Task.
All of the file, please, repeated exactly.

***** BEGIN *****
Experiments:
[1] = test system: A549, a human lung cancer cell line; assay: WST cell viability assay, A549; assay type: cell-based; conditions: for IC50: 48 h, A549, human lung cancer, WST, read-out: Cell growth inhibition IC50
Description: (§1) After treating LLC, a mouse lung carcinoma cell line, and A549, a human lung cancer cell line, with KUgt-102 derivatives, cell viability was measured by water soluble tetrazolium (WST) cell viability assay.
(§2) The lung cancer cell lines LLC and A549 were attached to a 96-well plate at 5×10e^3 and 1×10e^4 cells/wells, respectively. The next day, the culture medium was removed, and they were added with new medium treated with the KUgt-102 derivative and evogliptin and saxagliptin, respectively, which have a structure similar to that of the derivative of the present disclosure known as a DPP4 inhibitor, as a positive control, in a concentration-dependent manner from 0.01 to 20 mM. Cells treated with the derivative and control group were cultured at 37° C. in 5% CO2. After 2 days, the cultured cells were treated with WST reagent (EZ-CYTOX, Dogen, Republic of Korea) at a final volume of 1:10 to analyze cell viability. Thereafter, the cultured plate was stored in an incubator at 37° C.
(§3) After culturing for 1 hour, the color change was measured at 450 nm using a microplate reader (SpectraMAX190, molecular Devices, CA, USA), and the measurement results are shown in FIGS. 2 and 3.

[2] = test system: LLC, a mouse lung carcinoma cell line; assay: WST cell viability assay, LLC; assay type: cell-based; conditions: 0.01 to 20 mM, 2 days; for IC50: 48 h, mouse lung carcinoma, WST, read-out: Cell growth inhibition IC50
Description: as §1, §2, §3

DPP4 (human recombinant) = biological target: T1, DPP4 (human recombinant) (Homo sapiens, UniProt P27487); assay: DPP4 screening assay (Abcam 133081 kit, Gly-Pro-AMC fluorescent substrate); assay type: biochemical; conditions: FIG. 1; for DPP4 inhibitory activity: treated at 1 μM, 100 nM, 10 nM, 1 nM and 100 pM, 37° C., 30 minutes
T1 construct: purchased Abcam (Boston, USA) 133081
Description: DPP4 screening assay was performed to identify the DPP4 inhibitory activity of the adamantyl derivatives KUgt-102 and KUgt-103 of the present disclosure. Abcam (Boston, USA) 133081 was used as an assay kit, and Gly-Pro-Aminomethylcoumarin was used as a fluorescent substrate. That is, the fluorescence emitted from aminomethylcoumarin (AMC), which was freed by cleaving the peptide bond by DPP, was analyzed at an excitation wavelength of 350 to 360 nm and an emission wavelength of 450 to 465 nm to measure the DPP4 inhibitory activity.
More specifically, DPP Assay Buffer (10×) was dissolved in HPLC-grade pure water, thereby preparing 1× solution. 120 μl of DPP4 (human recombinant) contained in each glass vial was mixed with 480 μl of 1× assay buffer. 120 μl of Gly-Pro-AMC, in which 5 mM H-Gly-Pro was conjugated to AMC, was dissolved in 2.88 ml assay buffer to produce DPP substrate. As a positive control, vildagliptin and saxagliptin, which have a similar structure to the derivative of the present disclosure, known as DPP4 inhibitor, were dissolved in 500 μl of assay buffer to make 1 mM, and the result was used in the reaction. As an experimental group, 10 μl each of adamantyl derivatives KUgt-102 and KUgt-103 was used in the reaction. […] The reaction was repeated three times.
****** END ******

Experiments:
[1] = test system: A549, a human lung cancer cell line; assay: WST cell viability assay, A549; assay type: cell-based; conditions: for IC50: 48 h, A549, human lung cancer, WST, read-out: Cell growth inhibition IC50
Description: (§1) After treating LLC, a mouse lung carcinoma cell line, and A549, a human lung cancer cell line, with KUgt-102 derivatives, cell viability was measured by water soluble tetrazolium (WST) cell viability assay.
(§2) The lung cancer cell lines LLC and A549 were attached to a 96-well plate at 5×10e^3 and 1×10e^4 cells/wells, respectively. The next day, the culture medium was removed, and they were added with new medium treated with the KUgt-102 derivative and evogliptin and saxagliptin, respectively, which have a structure similar to that of the derivative of the present disclosure known as a DPP4 inhibitor, as a positive control, in a concentration-dependent manner from 0.01 to 20 mM. Cells treated with the derivative and control group were cultured at 37° C. in 5% CO2. After 2 days, the cultured cells were treated with WST reagent (EZ-CYTOX, Dogen, Republic of Korea) at a final volume of 1:10 to analyze cell viability. Thereafter, the cultured plate was stored in an incubator at 37° C.
(§3) After culturing for 1 hour, the color change was measured at 450 nm using a microplate reader (SpectraMAX190, molecular Devices, CA, USA), and the measurement results are shown in FIGS. 2 and 3.

[2] = test system: LLC, a mouse lung carcinoma cell line; assay: WST cell viability assay, LLC; assay type: cell-based; conditions: 0.01 to 20 mM, 2 days; for IC50: 48 h, mouse lung carcinoma, WST, read-out: Cell growth inhibition IC50
Description: as §1, §2, §3

DPP4 (human recombinant) = biological target: T1, DPP4 (human recombinant) (Homo sapiens, UniProt P27487); assay: DPP4 screening assay (Abcam 133081 kit, Gly-Pro-AMC fluorescent substrate); assay type: biochemical; conditions: FIG. 1; for DPP4 inhibitory activity: treated at 1 μM, 100 nM, 10 nM, 1 nM and 100 pM, 37° C., 30 minutes
T1 construct: purchased Abcam (Boston, USA) 133081
Description: DPP4 screening assay was performed to identify the DPP4 inhibitory activity of the adamantyl derivatives KUgt-102 and KUgt-103 of the present disclosure. Abcam (Boston, USA) 133081 was used as an assay kit, and Gly-Pro-Aminomethylcoumarin was used as a fluorescent substrate. That is, the fluorescence emitted from aminomethylcoumarin (AMC), which was freed by cleaving the peptide bond by DPP, was analyzed at an excitation wavelength of 350 to 360 nm and an emission wavelength of 450 to 465 nm to measure the DPP4 inhibitory activity.
More specifically, DPP Assay Buffer (10×) was dissolved in HPLC-grade pure water, thereby preparing 1× solution. 120 μl of DPP4 (human recombinant) contained in each glass vial was mixed with 480 μl of 1× assay buffer. 120 μl of Gly-Pro-AMC, in which 5 mM H-Gly-Pro was conjugated to AMC, was dissolved in 2.88 ml assay buffer to produce DPP substrate. As a positive control, vildagliptin and saxagliptin, which have a similar structure to the derivative of the present disclosure, known as DPP4 inhibitor, were dissolved in 500 μl of assay buffer to make 1 mM, and the result was used in the reaction. As an experimental group, 10 μl each of adamantyl derivatives KUgt-102 and KUgt-103 was used in the reaction. […] The reaction was repeated three times.